Birth control and you The Mirena
THE Mirena is a soft, flexible levonorgestrel-releasing intrauterine device that is inserted in a woman to prevent conception for up to five years. The T-shaped device is generally inserted by a doctor and works by releasing progestin.
According to obstetrician/gynaecologist Dr Charles Rockhead, the Mirena secretes about 20 micrograms of progesterone in 24 hours when it is placed in the cervix.
"So it has advantages beyond contraception. Sometimes it's good for patients who have haemorrhaging or heavy bleeding. It's good for patients who have adenomyosis (when endometrial tissue, which normally lines the uterus, exists within and grows into the muscular wall of the uterus) and some people who have fibroids," he said.
Mirena changes the cervical mucus so that it's harder for sperm to pass through the cervix. It starts working as soon as it is inserted; however, it's advisable that you wait 24 to 48 hours before having sexual intercourse.
It takes only a few minutes to insert the device and this is generally placed in your uterus about seven days after your period has started.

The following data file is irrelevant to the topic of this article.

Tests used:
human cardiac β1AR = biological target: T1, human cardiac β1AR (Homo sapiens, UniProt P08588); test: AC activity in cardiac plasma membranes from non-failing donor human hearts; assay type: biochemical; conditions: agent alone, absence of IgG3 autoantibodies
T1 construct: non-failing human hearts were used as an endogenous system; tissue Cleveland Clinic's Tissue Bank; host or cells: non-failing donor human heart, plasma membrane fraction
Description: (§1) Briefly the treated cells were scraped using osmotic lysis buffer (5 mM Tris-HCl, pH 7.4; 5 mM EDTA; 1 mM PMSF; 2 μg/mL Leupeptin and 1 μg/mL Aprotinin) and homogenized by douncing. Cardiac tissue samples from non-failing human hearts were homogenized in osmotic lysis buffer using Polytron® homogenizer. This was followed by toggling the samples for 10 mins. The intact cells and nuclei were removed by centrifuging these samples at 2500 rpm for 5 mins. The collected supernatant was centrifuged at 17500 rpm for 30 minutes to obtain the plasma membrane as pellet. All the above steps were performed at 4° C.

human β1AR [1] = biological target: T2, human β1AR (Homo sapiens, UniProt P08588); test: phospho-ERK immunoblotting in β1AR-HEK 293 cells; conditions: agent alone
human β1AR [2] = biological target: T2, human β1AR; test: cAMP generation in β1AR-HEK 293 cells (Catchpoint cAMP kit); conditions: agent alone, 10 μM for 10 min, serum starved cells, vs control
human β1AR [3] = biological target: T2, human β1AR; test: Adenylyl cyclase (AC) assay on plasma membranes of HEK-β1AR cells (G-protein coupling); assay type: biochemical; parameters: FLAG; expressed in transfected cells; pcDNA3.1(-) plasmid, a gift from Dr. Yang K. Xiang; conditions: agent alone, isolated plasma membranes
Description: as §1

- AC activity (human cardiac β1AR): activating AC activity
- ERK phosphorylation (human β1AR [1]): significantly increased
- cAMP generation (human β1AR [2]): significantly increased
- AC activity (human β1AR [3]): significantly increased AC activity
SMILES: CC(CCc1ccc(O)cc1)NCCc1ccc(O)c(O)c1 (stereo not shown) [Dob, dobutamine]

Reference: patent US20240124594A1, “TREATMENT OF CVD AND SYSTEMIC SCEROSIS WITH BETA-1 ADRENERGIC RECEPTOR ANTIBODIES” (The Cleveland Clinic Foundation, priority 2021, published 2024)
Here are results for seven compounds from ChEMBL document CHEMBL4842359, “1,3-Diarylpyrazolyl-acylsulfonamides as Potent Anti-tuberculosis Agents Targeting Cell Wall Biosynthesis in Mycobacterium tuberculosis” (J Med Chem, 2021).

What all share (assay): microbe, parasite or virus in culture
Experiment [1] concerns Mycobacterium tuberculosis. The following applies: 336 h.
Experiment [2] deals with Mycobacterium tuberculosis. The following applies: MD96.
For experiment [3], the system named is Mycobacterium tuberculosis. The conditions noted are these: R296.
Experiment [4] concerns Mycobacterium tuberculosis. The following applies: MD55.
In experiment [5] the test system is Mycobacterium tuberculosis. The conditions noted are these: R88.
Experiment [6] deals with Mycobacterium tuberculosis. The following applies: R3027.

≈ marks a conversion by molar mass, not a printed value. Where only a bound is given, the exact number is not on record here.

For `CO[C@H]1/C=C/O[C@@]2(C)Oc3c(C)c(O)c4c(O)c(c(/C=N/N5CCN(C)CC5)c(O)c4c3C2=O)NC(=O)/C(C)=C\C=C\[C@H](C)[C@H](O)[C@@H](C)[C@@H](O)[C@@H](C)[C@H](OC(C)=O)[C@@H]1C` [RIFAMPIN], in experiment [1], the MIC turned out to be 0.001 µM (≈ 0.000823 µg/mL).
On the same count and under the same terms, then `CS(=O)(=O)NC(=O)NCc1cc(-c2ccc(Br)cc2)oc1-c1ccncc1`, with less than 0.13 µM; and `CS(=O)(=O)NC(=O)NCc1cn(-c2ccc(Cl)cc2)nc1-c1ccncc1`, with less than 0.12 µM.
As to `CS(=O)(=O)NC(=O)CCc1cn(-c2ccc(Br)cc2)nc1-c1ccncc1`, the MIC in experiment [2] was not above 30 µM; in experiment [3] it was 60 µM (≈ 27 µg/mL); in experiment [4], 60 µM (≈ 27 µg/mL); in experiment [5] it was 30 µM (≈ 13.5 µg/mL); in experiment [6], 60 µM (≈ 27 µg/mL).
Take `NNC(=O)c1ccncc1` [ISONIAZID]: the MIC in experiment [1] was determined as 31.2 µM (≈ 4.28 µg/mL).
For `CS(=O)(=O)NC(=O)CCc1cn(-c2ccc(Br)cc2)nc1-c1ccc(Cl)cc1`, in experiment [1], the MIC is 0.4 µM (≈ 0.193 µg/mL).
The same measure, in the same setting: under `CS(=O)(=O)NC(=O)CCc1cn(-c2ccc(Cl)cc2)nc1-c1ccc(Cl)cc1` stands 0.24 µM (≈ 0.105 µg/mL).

"The cervix is usually open, and the more babies you deliver vaginally the more open it is, so it's an easy insert," said Dr Rockhead. "However, for a patient who has done a C-section and has never delivered vaginally, the cervix is very tight, so the insert is going to be a little painful."
He pointed out that, while the Mirena generally costs about $17,000, the fact that it offers protection against pregnancy for up to five years makes it more cost-effective than several other birth control options. When calculated, it would cost about $250 per month. It is also better than the Copper T, which in the early days was generally associated with painful periods and heavy bleeding.
Here are some of the other advantages of the Mirena.
1. It helps to decrease menstrual cramps and pain.
2. It is one of the most effective long-term reversible contraceptive methods.
3. Once removed, fertility returns.
4. It helps to protect against ectopic pregnancies.
5. It can be used by post-menopausal women doing oestrogen therapy to minimise the risks of endometrial cancer.
6. It does not cause any interruption to foreplay or sexual intercourse.
7. It can be used while breastfeeding.
1. It affects your menstrual cycle.
2. Mirena does not protect against sexually transmitted diseases.
3. Because Mirena releases low dosages of progestin in the bloodstream, it causes weight gain and acne in a small number of women.
4. It will cost a lot to have it initially implanted.
5. You will have to go to a health professional to have it inserted and removed.